Moreover, any effort to raise the threshold on internal controls could be seen as weakening 404. “I believe [costs are] heavy because firms are repairing corporate infrastructures that have been neglected for years,” Jack T. Ciesielski, publisher of The Analyst’s Accounting Observer, told the SEC. Not every material weakness he has seen reported “pointed to a future financial meltdown—but I’d have to say every weakness I’ve noticed would have raised concerns about the reliability and fairness of published financial information if they went uncorrected….”
Ciesielski and OPERS’s Richson note that companies have been responsible for maintaining controls since the Foreign Corrupt Practices Act of 1977, a point echoed by Alan Beller, head of the SEC’s Corporation Finance division, during the roundtable. “The complaints ring hollow,” wrote Ciesielski. “If there is supposed to be an adequate internal-control system in place already, and it costs so much to comply with Section 404, how adequate was the system before?”
Nonetheless, both the SEC and the PCAOB already have shown a tendency to respond to certain corporate concerns. On March 2, the SEC announced a one-year extension of the 404 deadline for foreign firms and small companies with a market cap of less than $75 million.
“I have great sympathy for the small and midsize companies that in some cases actually have very good internal controls, but are much less formal than a large, complicated company,” the PCAOB’s McDonough told CFO in August 2004.
On March 31, the PCAOB proposed a new standard for companies that have fixed a material weakness. If it is adopted, those companies could hire an auditor to attest to the fix immediately, rather than waiting until year-end for an auditor to confirm the company’s assertion. That doesn’t actually change any existing rules, but it does show an understanding of the corporate need to reassure investors.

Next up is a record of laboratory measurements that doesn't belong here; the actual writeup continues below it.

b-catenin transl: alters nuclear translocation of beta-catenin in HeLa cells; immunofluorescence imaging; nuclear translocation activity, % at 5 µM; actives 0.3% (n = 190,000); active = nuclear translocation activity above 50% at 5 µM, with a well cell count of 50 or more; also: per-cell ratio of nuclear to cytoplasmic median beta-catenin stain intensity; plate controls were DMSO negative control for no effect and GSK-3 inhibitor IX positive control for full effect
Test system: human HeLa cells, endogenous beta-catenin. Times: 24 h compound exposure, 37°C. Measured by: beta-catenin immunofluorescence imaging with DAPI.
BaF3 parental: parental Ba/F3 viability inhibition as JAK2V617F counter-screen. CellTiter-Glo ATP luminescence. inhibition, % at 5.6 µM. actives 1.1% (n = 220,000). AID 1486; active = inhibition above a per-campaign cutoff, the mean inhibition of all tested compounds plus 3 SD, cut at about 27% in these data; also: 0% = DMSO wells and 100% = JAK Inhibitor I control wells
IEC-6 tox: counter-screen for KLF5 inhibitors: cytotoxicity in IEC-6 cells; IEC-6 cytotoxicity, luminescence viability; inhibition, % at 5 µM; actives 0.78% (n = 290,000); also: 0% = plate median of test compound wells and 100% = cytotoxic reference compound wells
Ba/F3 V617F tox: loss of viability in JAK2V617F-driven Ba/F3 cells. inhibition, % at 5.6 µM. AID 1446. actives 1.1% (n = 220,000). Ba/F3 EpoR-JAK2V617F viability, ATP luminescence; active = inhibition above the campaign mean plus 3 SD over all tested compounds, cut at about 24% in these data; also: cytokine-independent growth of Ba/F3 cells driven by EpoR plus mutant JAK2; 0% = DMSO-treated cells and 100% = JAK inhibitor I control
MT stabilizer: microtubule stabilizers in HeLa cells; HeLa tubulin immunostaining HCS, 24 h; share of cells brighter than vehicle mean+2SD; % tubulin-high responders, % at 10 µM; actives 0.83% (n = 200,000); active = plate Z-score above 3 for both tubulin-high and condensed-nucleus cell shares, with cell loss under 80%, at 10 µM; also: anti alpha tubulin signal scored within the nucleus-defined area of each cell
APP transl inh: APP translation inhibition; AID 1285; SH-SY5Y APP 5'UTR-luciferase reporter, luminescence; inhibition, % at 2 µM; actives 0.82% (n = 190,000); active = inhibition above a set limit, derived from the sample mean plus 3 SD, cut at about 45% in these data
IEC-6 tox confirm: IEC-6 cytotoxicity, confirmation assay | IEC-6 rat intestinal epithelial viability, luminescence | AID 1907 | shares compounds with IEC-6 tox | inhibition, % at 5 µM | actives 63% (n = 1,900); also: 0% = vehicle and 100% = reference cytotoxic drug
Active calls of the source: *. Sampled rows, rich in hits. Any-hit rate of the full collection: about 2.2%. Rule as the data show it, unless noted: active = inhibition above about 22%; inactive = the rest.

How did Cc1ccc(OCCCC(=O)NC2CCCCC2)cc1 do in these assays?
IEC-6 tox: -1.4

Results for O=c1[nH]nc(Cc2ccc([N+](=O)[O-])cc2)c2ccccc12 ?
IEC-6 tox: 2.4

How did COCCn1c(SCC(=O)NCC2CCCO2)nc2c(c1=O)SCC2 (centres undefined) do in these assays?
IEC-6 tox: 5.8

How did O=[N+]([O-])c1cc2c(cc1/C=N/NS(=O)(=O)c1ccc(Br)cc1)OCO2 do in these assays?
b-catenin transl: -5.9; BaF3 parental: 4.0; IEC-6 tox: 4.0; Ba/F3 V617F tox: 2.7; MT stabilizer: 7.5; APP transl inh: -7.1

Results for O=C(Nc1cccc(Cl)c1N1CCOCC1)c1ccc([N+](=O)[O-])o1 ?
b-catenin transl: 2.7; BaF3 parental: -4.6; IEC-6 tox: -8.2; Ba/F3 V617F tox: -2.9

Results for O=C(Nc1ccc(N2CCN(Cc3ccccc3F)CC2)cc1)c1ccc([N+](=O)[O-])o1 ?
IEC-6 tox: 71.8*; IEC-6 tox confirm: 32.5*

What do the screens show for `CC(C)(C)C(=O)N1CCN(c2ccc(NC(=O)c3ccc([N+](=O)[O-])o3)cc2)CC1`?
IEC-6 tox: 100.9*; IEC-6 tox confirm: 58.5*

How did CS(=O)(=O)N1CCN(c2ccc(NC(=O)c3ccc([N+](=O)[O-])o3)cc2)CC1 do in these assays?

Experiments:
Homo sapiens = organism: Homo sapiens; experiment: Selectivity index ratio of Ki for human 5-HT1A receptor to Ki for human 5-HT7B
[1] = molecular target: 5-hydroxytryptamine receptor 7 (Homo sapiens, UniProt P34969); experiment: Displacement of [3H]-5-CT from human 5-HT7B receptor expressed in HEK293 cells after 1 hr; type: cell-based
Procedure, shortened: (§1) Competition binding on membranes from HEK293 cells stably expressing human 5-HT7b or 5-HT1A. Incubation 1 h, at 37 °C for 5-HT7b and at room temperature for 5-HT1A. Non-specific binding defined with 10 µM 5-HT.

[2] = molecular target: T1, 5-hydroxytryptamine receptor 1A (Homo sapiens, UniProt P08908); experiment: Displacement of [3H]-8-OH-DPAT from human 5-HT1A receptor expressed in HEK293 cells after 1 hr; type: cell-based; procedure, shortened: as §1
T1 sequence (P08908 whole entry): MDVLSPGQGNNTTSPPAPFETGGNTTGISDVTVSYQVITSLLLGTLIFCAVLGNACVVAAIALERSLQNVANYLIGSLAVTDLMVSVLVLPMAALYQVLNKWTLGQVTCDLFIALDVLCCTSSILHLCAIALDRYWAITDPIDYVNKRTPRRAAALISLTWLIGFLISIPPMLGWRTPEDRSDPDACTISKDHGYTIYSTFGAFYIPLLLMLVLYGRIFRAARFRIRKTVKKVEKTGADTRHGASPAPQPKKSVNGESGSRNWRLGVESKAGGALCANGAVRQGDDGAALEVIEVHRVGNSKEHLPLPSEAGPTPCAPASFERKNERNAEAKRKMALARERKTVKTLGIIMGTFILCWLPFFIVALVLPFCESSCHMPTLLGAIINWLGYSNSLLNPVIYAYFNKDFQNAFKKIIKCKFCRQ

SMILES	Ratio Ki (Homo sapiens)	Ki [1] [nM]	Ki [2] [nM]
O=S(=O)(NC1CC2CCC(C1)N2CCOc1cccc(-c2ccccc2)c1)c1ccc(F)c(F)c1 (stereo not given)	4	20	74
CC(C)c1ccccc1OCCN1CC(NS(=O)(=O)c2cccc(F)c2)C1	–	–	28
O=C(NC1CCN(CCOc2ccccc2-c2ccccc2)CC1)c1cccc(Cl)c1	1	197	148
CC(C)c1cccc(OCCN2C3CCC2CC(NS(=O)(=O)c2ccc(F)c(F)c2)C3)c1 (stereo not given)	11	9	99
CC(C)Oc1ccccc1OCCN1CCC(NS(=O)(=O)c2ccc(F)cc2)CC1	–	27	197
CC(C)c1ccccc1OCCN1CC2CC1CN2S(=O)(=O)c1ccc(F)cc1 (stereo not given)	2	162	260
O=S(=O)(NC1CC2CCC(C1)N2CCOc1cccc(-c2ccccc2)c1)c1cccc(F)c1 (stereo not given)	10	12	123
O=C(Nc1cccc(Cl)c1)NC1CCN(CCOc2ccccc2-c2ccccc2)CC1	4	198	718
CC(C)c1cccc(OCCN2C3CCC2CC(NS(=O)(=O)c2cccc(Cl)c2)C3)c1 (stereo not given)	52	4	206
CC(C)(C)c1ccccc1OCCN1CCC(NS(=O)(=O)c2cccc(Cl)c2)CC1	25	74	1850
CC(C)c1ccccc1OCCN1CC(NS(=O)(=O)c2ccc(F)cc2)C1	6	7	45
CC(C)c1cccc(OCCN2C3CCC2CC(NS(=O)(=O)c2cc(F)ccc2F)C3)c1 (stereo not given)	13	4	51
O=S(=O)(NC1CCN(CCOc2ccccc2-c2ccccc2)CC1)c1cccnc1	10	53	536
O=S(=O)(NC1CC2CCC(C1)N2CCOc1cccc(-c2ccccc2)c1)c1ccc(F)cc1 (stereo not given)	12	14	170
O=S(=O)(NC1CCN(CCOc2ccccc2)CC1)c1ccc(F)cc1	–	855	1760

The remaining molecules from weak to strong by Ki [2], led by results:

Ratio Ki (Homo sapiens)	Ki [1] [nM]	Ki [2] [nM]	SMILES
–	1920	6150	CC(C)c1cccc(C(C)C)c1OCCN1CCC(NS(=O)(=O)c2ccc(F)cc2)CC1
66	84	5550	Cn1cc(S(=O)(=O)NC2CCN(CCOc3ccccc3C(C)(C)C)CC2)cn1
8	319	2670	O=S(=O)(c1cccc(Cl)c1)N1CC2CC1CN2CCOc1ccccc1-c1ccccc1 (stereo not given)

Whither the Regulators?
Still, it’s far from clear how all this will play out. Both Donaldson’s and McDonough’s constant references to small companies are likely small consolation for executives like Urban Outfitters’s Ross, whose company is small by retail standards, with 142 stores, but has a market cap of $3 billion. Yet “concessions for small business” don’t make Richson happy, either. “Research I’ve looked at suggests small business is oftentimes a higher risk,” she says.
“The benefits of Sarbanes-Oxley are only just starting to show up,” insists Richson. “The business community is really pushing hard on this, and I understand why. It’s an expensive change. But just focusing on the dollars is really shortsighted.” As for changes, Richson is unequivocal. “At a minimum, the SEC should leave everything alone for at least the next year.”
Donaldson’s and McDonough’s public comments to date suggest they intend to respond rapidly to the comments delivered at the roundtable. But they seem far more likely to offer additional guidance and clarifications than to alter or eliminate existing requirements. Even before the roundtable, there were hints that the SEC and the business community may have very different expectations. CSC finance chief Level initially wrote to the SEC that “we are encouraged” by the SEC and PCAOB’s decision to solicit feedback, as well as by statements from Donaldson and his staff. In a follow-up letter written after Donaldson’s Wall Street Journal op-ed appeared, Level insisted that CSC does not want nor expect a legislative rollback. But, he worried, the op-ed “left us with the impression the commission may not be fully receptive to constructive suggestions regarding refinements and improvements.”